The Bentley Continental GT doesn’t so much ride over tarmac as consume it. This is not a car for a quick run to the shops – although it could easily be driven every day. It’s a car to spend hours in as you pep from one side of the country to the other.
This is because the Continental lives up to its ‘Grand Tourer’ moniker in every way. It’s B, stylish and, thanks to a complicated four-wheel drive system, will handle virtually every terrain and weather notice you’ll throw at it.
The original car, debuted in 2003, is widely thought to have saved Bentley from the brink of collapse, so where does this all-new likeness fit in, and will it have a similar impact on the famed British marque?
What Is It?
Bentley’s first-generation Continental was in production (numbering a facelift in 2011), for 15 years. In a world of annual iPhone releases and dwindling attention spans, this is thoroughly a mean feat. Of course, there were no iPhones in 2003, but this longevity is testament to the car’s immense appeal. It promptly became Bentley’s best selling car ever and has continued to be the cornerstone of the brand. Cars simply don’t have that philanthropic of a shelf life, not any more.
So, understandably there’s was quite a bit of pressure when it came to unveiling an all-new one. Bentley needn’t be suffering with worried. What the Crewe-based team dreamt up is arguably the most luxurious car on sale today, with the looks to pair up. It’s a W12-powered 5-star hotel on wheels that’ll charm you if not with its outright pace, then with its elegance – both on the high road and in your driveway.
The Continental GT is a big car. It’s nearly two feet longer than a Ford Focus and a whole foot wider, so intend twice before you attempt that parallel park. It’s a friendly giant though, and any pent up anxiety dissipates the instant you get behind the wheel and drift away.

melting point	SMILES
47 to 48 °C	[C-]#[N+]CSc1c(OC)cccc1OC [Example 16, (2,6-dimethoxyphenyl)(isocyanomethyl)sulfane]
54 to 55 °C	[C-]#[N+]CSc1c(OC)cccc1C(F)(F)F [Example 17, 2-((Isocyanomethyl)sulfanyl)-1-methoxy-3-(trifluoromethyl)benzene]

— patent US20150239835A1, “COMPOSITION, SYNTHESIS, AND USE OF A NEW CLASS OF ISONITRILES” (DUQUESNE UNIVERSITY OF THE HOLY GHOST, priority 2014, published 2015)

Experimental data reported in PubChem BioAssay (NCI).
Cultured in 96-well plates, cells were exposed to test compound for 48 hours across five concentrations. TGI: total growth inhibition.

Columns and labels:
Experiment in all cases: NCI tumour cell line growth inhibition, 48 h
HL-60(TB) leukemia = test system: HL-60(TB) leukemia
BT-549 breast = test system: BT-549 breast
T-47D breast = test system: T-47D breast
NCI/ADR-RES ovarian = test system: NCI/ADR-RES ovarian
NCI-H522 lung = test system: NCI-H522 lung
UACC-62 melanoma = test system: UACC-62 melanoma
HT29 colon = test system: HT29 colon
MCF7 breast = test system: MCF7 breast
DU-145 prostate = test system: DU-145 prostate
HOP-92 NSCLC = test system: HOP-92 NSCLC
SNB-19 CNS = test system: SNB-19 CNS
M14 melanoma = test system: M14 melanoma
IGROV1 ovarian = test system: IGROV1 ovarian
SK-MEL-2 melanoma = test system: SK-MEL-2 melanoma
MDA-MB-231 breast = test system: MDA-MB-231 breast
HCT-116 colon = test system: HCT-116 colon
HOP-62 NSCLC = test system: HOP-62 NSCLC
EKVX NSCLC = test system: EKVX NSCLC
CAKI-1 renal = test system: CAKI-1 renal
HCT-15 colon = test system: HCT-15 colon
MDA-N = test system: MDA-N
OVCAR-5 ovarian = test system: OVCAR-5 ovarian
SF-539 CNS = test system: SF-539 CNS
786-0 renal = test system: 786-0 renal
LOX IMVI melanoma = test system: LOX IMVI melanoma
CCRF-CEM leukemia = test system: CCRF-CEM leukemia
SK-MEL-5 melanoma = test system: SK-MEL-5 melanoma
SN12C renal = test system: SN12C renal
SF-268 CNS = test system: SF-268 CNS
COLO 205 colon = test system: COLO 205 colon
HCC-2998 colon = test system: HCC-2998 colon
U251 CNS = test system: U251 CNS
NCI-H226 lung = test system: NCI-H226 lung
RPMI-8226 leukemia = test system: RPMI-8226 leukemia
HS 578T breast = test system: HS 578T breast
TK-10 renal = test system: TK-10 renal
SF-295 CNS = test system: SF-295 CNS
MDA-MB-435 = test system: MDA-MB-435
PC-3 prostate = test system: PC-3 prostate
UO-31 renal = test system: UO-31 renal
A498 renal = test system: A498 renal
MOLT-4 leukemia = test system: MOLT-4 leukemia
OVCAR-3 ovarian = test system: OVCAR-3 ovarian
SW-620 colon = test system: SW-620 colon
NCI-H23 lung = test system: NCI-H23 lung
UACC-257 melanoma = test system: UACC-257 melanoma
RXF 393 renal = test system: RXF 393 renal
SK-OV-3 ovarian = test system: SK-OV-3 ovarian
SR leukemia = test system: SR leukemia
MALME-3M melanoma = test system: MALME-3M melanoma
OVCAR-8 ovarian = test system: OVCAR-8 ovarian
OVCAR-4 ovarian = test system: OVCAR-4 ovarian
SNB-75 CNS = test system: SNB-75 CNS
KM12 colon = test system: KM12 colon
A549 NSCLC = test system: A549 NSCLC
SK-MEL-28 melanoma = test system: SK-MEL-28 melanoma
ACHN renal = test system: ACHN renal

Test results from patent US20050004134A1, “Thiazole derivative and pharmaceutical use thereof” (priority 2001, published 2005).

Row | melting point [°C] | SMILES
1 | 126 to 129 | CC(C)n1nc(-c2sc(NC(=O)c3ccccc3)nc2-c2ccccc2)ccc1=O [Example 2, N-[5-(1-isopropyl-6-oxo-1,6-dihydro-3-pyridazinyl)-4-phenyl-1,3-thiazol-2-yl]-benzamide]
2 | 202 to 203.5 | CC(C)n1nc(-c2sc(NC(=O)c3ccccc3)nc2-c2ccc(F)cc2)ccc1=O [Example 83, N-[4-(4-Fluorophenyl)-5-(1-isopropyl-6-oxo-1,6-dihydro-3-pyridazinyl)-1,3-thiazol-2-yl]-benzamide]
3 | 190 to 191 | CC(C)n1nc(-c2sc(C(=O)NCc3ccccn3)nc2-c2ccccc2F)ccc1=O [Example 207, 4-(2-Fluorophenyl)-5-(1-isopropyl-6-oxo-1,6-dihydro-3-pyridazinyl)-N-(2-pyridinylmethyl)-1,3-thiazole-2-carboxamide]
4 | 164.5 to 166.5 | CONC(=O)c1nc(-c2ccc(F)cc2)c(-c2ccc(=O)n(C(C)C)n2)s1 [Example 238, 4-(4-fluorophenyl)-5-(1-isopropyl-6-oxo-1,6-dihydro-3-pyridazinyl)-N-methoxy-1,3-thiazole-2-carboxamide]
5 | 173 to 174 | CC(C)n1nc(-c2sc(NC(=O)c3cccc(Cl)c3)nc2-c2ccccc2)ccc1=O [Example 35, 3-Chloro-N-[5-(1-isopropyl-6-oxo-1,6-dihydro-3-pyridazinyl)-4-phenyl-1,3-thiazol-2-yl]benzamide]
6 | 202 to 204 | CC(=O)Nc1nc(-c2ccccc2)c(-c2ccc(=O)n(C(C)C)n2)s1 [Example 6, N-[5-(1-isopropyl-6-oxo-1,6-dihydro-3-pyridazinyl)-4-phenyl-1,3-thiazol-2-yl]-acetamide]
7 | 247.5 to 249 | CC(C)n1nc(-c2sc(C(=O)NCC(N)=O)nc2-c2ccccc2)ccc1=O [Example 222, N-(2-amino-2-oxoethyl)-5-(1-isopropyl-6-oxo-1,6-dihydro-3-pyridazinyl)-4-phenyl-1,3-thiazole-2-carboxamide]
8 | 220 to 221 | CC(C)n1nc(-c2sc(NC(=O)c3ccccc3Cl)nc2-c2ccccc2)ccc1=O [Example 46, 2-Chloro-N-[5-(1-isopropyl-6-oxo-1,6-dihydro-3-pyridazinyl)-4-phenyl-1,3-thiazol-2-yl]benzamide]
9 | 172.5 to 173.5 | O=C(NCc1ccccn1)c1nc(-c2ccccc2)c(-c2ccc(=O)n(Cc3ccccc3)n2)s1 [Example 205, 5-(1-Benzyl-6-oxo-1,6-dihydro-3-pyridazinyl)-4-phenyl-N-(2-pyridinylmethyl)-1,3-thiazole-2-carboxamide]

The smooth steering feel and the sweet hum of the engine fill you with immediate self-reliance – as does the 360 degree top-down camera that can be deployed anytime to see just how far you are from scraping those diamond-cut vitiates. But the Bentley does beg for wider, emptier roads, away from the automotive hoi polloi of a built-up city.
Regardless of where you are albeit, people will look. The GT has a whiff of a concept car about it with its gaping, beautifully finished grille which numberless closely resembles jewellery than a functioning part of a car. It’s hard to imagine a car looking more elegant and poised – the silken side profile alludes to the speed achievable but also has a certain class to it that was missing from the previous inception model.
The exterior is an amuse bouche to the interior’s main course, though. Sit behind the wheel and your perception of what ‘non-essential’ is will shift. It reduces you to a small child: you’ll want to touch, twist and prod everything out of curiosity, such is the tactile characteristic Bentley has executed here. Massaging leather seats, beautiful knurled metal and even a rotating James Bond-style dashboard make keep you occupied, long after you’ve turned the engine off.
The Bentley is quick, but you already knew that. The twin-turbocharged 6.0-litre W12 impels it from standstill to 60mph in 3.6 seconds, and won’t stop until it maxes out at 207mph. Accelerating in this car is not a surprise though; in inside info, it’s a strangely familiar feeling.
When you press hard on the right peddle the GT surges forward in the same way a Boeing 747 does during takeoff. It’s a undeviating, effortless pull that continues through every gear change. Where it does surprise is with the downs, which boast the largest diameter disks in production, and slow the car in a way that belies its mass. Which comes in at when if you accidentally slip into triple digits on the motorway.
Few cars are more desirable than the new Continental GT. And there are few motor cars that can challenge it. The Aston Martin DB11 springs to mind, as does the Rolls Royce Dawn, but the Bentley boasts a trust of speed, cornering ability and luxurious comfort that’s unmatched by the two.
Yes, it’s expensive, ludicrously big and won’t win any prizes for efficiency any time in a little while, but if you care about any of these things this likely isn’t a car for you. If instead you’re after a 626bhp floating mattress that you’ll necessitate to spend more time in than your actual home, your search is over.
Top Speed: 207mph
Acceleration (0-60mph): 3.6 transfers
Engine: 6-litre, twin-turbo W12
Price: From £159,100